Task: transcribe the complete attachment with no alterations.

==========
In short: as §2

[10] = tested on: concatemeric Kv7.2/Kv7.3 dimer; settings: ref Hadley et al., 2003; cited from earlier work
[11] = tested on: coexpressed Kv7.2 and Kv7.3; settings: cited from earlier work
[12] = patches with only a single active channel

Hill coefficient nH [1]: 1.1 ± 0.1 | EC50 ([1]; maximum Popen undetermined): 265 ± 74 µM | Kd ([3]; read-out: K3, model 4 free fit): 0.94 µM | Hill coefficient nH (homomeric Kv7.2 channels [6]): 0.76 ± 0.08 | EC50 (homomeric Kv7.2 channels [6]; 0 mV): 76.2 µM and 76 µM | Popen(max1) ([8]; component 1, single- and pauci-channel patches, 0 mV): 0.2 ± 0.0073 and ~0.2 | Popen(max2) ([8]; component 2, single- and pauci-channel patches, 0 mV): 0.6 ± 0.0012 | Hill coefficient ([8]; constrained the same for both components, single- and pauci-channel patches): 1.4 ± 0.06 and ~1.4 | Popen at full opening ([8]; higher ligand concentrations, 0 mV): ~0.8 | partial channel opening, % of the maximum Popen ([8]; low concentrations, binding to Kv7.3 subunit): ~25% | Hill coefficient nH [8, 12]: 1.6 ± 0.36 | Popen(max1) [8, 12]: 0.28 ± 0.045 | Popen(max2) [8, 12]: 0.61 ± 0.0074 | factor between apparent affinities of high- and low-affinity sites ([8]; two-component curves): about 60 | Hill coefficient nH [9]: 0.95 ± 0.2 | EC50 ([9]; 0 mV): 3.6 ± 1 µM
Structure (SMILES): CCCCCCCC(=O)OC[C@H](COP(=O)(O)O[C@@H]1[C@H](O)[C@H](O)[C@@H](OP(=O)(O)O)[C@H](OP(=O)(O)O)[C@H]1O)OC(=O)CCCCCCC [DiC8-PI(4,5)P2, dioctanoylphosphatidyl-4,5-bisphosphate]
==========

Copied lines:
In short: as §2

[10] = tested on: concatemeric Kv7.2/Kv7.3 dimer; settings: ref Hadley et al., 2003; cited from earlier work
[11] = tested on: coexpressed Kv7.2 and Kv7.3; settings: cited from earlier work
[12] = patches with only a single active channel

Hill coefficient nH [1]: 1.1 ± 0.1 | EC50 ([1]; maximum Popen undetermined): 265 ± 74 µM | Kd ([3]; read-out: K3, model 4 free fit): 0.94 µM | Hill coefficient nH (homomeric Kv7.2 channels [6]): 0.76 ± 0.08 | EC50 (homomeric Kv7.2 channels [6]; 0 mV): 76.2 µM and 76 µM | Popen(max1) ([8]; component 1, single- and pauci-channel patches, 0 mV): 0.2 ± 0.0073 and ~0.2 | Popen(max2) ([8]; component 2, single- and pauci-channel patches, 0 mV): 0.6 ± 0.0012 | Hill coefficient ([8]; constrained the same for both components, single- and pauci-channel patches): 1.4 ± 0.06 and ~1.4 | Popen at full opening ([8]; higher ligand concentrations, 0 mV): ~0.8 | partial channel opening, % of the maximum Popen ([8]; low concentrations, binding to Kv7.3 subunit): ~25% | Hill coefficient nH [8, 12]: 1.6 ± 0.36 | Popen(max1) [8, 12]: 0.28 ± 0.045 | Popen(max2) [8, 12]: 0.61 ± 0.0074 | factor between apparent affinities of high- and low-affinity sites ([8]; two-component curves): about 60 | Hill coefficient nH [9]: 0.95 ± 0.2 | EC50 ([9]; 0 mV): 3.6 ± 1 µM
Structure (SMILES): CCCCCCCC(=O)OC[C@H](COP(=O)(O)O[C@@H]1[C@H](O)[C@H](O)[C@@H](OP(=O)(O)O)[C@H](OP(=O)(O)O)[C@H]1O)OC(=O)CCCCCCC [DiC8-PI(4,5)P2, dioctanoylphosphatidyl-4,5-bisphosphate]